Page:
CNN releases hilarious Wes Anderson-style State of the Union


President Obama released a video teasing his upcoming State of the Union address.White House/via YouTube

President Obama released a video teasing his upcoming State of the Union address.

As a new CNN clip proves, politics is more fun through the lens of Wes Anderson.

The network Sunday released a four-minute State of the Union preview video filmed in the manner of an Anderson flick.

The footage features soft, Anderson-esque folky music, chapter divisions and the centered, visual symmetry common to the “Darjeeling Limited” director’s pics.

The preview starts with credits, introducing the main characters before moving on to offer some basic background on the annual address, noting that it fulfills a constitutional mandate that the President give Congress information about the state of the union “from time to time.”

The House Speaker — currently Sen. Paul Ryan — has to invite the commander in chief to come speak.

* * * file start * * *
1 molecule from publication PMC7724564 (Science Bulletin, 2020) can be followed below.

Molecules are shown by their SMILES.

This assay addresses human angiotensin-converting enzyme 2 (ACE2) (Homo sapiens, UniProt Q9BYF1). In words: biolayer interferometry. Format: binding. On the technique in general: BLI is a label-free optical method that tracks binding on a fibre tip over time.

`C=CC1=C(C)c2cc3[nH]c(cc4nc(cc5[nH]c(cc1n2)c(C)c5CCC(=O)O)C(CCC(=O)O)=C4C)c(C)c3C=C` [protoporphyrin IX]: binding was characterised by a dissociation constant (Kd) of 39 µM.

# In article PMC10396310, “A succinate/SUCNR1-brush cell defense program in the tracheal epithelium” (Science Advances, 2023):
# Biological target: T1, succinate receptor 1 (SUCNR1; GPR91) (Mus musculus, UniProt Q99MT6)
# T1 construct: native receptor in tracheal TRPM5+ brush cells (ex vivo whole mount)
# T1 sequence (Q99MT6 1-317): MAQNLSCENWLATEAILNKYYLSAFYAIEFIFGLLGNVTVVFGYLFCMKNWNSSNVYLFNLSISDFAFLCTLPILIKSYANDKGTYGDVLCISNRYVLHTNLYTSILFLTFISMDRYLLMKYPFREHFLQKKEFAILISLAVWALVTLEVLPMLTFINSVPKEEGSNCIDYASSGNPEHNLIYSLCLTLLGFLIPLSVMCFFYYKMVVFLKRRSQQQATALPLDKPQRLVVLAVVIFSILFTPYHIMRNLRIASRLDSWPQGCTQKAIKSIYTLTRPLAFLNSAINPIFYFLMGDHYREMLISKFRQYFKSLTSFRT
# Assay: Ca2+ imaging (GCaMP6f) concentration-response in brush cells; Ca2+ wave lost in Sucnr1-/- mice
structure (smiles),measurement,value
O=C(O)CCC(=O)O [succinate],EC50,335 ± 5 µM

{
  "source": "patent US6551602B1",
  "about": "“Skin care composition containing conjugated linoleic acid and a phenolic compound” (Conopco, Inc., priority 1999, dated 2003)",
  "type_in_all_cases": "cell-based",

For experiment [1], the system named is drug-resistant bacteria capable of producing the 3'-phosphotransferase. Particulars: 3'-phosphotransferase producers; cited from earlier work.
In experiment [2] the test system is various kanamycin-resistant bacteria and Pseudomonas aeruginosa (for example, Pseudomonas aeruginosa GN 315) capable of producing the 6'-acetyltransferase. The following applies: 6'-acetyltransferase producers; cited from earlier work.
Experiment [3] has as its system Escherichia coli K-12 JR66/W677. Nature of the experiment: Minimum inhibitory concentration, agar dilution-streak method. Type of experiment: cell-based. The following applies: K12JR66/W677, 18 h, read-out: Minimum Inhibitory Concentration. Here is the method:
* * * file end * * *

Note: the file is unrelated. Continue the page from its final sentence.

The narrator notes that, after the speech, “Democrats stand and cheer. Republicans sit and don’t.”

The clip also pokes fun at the predictability of the address: “No matter how the country is doing, the President declares, ‘The state of the union is strong.’”

The section of the short video labelled “Chapter 4” highlights the Republican response, including the infamous 2013 Marco Rubio rebuttal speech when he ducked off camera to get a drink of water.

Looking ahead to the 2017 speech, the narrator jokes, “And next year, just like Wes Anderson, the State of the Union address will look and feel very familiar.”

021415110458, 21334631,Richard Shotwell/Invision/AP

CNN released a State of the Union preview in the style of film director Wes Anderson.

The full video is available on CNN Politics.

The Tuesday speech will mark Obama’s last such address in office.

This time around, the President is expected to focus on reflections from the last seven years in a speech the White House called “non-traditional.”

The State of the Union will air at 9 p.m. Tuesday on television through most major networks, online at whitehouse.gov and on the radio at NPR.

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